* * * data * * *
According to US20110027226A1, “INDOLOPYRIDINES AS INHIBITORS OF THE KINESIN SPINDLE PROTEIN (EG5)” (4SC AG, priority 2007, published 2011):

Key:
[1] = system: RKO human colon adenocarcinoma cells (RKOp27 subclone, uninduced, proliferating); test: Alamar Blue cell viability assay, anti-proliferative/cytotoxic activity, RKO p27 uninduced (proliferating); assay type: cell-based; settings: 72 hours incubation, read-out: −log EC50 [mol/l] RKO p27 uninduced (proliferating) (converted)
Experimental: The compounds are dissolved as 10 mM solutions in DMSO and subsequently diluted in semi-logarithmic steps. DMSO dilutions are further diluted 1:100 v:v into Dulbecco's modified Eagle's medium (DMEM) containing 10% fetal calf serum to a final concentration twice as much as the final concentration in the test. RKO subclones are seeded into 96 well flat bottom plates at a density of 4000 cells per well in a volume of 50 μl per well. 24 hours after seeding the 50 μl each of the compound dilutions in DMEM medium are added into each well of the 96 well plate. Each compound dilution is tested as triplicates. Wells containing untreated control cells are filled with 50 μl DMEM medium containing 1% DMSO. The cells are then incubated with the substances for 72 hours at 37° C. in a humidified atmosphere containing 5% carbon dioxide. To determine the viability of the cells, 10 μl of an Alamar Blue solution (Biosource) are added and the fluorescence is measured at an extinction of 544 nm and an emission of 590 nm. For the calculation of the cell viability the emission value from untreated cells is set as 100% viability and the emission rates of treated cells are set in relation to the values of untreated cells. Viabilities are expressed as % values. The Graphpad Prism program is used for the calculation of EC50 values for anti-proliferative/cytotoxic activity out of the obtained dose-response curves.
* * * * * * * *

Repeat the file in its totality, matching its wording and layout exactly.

According to US20110027226A1, “INDOLOPYRIDINES AS INHIBITORS OF THE KINESIN SPINDLE PROTEIN (EG5)” (4SC AG, priority 2007, published 2011):

Key:
[1] = system: RKO human colon adenocarcinoma cells (RKOp27 subclone, uninduced, proliferating); test: Alamar Blue cell viability assay, anti-proliferative/cytotoxic activity, RKO p27 uninduced (proliferating); assay type: cell-based; settings: 72 hours incubation, read-out: −log EC50 [mol/l] RKO p27 uninduced (proliferating) (converted)
Experimental: The compounds are dissolved as 10 mM solutions in DMSO and subsequently diluted in semi-logarithmic steps. DMSO dilutions are further diluted 1:100 v:v into Dulbecco's modified Eagle's medium (DMEM) containing 10% fetal calf serum to a final concentration twice as much as the final concentration in the test. RKO subclones are seeded into 96 well flat bottom plates at a density of 4000 cells per well in a volume of 50 μl per well. 24 hours after seeding the 50 μl each of the compound dilutions in DMEM medium are added into each well of the 96 well plate. Each compound dilution is tested as triplicates. Wells containing untreated control cells are filled with 50 μl DMEM medium containing 1% DMSO. The cells are then incubated with the substances for 72 hours at 37° C. in a humidified atmosphere containing 5% carbon dioxide. To determine the viability of the cells, 10 μl of an Alamar Blue solution (Biosource) are added and the fluorescence is measured at an extinction of 544 nm and an emission of 590 nm. For the calculation of the cell viability the emission value from untreated cells is set as 100% viability and the emission rates of treated cells are set in relation to the values of untreated cells. Viabilities are expressed as % values. The Graphpad Prism program is used for the calculation of EC50 values for anti-proliferative/cytotoxic activity out of the obtained dose-response curves.